Businesses are increasingly turning to the cloud to help improve efficiency and productivity. In fact, it's expected that nearly 80 percent of small businesses (those with fewer than 50 employees) will fully adapt to the cloud by 2020, according to Emergent Research and Intuit's Small Business Success in the Cloud report. That's up from 37 percent in 2014. But cloud-computing issues like service interruption threaten to throw your business off balance. Here's what you need to know — and what you can do to protect yourself.
About the Cloud
The cloud is an offsite network of servers that performs the functions typically handled by a local server in the office. It handles activities like running applications, storing records, backing up data, hosting email services and much more.
Potential Benefits of Cloud Computing
The appeal of cloud computing comes from its potential benefits. For example:
- More robust security protocols for data stored in the cloud than what many businesses have in place.
- Flexibility to buy more or less capacity as business needs change. This helps accommodate fluctuations resulting from new business opportunities or peak seasons. Plus, you're only paying for what you need.
- Efficiency gains, as businesses may be able to spend less on servers, software and IT resources without impacting IT service delivery to the business.
- Greater accessibility, as files stored in the cloud can be retrieved and worked on by employees at any time. Gone are the days when work couldn't move forward because a file was saved on the computer of an employee who was unexpectedly out of work.
The Dark Side of the Cloud
Picture this: The vendor hosting your cloud-based website has a software glitch, causing your website to go down for several hours. During that time, you're unable to accept online orders — those orders go to a competitor.
So, while cloud computing is revolutionizing how companies operate, no solution is perfect. In a recent study of business cloud users:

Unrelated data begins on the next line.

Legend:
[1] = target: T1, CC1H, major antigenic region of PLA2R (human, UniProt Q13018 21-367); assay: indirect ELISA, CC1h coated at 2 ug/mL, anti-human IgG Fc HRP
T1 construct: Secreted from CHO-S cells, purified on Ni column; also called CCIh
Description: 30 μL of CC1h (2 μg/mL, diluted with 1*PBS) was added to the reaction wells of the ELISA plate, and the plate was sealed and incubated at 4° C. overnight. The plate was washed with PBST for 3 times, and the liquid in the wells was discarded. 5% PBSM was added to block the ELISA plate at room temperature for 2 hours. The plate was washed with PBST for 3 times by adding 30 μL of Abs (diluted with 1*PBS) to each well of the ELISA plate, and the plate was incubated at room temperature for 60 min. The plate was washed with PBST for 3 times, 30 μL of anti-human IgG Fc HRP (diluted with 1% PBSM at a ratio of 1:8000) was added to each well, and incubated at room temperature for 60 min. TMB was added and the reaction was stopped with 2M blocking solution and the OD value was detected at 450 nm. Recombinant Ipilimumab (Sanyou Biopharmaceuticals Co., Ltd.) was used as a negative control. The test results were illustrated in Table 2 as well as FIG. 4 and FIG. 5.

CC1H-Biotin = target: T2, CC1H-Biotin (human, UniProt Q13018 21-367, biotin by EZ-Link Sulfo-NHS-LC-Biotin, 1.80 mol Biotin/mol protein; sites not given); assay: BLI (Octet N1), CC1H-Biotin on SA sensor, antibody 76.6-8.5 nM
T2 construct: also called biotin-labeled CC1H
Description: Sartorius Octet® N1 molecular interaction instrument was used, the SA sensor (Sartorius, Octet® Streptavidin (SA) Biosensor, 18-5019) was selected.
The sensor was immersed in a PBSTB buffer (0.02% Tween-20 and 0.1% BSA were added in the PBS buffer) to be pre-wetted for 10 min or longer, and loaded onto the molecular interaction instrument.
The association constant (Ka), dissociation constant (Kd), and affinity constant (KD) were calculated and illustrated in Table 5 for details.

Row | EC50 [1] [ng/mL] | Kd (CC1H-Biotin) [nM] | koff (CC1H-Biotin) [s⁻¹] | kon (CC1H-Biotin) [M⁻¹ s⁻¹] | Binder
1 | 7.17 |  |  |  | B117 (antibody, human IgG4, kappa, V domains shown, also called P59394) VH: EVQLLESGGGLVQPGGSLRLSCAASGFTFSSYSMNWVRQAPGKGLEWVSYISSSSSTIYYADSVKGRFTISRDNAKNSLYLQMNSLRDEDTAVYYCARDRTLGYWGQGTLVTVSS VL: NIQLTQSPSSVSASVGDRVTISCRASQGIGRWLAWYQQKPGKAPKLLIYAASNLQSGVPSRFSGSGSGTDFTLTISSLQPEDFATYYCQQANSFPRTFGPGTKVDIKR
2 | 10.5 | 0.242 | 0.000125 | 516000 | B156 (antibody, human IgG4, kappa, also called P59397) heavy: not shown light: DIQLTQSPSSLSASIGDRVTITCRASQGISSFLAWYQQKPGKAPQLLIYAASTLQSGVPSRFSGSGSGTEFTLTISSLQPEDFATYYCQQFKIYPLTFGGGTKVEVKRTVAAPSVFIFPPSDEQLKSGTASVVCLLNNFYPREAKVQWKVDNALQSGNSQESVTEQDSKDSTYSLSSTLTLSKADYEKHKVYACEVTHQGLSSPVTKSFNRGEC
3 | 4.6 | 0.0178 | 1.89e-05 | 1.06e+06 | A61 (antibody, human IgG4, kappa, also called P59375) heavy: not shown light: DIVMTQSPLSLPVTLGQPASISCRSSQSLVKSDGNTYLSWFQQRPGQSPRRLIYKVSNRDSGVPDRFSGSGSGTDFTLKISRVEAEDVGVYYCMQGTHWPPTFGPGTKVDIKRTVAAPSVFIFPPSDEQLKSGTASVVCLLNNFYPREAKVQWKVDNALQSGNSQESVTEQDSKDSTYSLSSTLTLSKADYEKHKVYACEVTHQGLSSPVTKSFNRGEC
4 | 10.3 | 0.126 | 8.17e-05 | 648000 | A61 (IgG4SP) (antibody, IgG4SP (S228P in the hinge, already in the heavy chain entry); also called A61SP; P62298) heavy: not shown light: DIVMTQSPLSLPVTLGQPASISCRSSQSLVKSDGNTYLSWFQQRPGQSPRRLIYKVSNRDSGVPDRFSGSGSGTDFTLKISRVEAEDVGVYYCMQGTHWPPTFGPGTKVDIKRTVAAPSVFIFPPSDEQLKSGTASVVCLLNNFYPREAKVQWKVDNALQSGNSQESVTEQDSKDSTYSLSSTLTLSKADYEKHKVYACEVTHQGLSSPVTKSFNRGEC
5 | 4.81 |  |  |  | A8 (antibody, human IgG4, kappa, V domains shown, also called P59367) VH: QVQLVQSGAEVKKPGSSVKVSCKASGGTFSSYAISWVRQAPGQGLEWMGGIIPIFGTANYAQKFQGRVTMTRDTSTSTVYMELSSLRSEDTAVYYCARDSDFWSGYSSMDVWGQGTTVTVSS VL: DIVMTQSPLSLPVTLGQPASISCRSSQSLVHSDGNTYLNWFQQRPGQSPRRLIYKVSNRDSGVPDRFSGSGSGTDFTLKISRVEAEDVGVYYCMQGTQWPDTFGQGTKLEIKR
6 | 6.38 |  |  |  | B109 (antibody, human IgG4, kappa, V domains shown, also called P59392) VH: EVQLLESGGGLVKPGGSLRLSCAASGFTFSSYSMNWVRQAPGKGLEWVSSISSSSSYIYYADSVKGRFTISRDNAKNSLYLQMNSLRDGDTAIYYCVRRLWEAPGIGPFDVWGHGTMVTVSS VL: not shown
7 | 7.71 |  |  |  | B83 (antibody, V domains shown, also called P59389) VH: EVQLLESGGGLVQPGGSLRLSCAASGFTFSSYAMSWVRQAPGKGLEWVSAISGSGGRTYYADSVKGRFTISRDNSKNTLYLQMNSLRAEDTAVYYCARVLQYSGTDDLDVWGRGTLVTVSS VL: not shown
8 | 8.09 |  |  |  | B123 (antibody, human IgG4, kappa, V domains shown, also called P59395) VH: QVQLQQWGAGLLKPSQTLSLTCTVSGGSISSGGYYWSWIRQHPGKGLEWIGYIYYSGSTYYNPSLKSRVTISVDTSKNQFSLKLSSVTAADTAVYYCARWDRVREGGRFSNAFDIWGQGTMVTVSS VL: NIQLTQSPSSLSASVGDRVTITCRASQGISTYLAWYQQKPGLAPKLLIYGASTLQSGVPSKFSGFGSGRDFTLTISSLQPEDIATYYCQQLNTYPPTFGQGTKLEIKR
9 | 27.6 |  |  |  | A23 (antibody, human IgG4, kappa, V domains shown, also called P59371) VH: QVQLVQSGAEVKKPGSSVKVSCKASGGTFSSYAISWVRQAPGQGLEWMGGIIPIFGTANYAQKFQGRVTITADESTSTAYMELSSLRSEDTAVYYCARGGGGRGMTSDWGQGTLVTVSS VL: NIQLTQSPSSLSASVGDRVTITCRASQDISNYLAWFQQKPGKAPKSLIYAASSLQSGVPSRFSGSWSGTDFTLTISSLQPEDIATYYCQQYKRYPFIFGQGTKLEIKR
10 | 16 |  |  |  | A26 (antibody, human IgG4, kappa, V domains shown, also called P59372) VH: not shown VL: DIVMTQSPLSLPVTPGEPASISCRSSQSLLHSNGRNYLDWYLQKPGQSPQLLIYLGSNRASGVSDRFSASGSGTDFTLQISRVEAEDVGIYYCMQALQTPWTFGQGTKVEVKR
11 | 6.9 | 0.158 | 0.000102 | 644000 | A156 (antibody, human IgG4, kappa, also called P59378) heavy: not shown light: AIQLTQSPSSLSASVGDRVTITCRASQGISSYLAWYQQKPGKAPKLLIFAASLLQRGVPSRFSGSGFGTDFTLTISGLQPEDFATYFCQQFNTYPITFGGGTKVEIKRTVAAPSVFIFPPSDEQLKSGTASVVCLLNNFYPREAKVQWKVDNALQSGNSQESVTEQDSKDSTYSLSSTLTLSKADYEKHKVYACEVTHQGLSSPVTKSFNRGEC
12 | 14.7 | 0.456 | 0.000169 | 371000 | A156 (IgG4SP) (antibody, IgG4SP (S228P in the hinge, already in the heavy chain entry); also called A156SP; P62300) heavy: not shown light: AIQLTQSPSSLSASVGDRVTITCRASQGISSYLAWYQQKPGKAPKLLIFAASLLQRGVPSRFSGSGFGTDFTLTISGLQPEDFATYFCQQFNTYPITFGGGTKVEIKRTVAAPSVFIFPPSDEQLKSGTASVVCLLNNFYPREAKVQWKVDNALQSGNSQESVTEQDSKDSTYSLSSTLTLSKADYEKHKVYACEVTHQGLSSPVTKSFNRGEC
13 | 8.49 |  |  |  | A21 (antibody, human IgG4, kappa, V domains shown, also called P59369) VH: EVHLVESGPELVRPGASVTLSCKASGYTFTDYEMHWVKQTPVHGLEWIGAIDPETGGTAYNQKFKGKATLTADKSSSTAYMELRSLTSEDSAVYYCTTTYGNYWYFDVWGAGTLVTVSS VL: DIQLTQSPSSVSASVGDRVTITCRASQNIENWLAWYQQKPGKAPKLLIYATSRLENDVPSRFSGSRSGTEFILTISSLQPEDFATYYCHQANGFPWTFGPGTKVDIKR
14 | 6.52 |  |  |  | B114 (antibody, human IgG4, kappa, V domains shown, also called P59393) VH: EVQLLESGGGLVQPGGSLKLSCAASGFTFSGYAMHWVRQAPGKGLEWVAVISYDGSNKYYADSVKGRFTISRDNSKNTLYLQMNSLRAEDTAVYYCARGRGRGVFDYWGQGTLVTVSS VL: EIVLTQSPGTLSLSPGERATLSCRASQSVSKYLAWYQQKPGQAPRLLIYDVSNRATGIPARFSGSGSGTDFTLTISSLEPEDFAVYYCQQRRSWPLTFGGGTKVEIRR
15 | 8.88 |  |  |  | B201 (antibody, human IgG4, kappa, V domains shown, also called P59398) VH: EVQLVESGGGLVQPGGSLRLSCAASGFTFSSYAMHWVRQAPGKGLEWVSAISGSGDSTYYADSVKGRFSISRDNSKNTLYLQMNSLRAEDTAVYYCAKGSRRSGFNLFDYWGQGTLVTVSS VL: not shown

- 48 percent said their organization has experienced an interruption in cloud service.
- 56 percent of those businesses reported that at least one of these interruptions prevented their company from even functioning.
An interruption in cloud service could cause a business to lose sales, impacting their income. Help protect your business with business insurance that includes cloud service interruption coverage. It can help protect your business from risks like this by replacing lost business income if you need to suspend operations due to an unannounced and unplanned interruption in your cloud service, regardless of the reason for interruption.
As many as 40 percent of small businesses never reopen following a disaster, according to the Federal Emergency Management Agency (FEMA). For a more robust defense against a potential business issue, create a disaster recovery plan for your business in case the unexpected strikes.
A cloud service interruption — or something worse — can happen because of a software glitch or a natural disaster. Be sure you have the right plans, protocols and coverage in place to protect your business from these and other cloud-computing issues.
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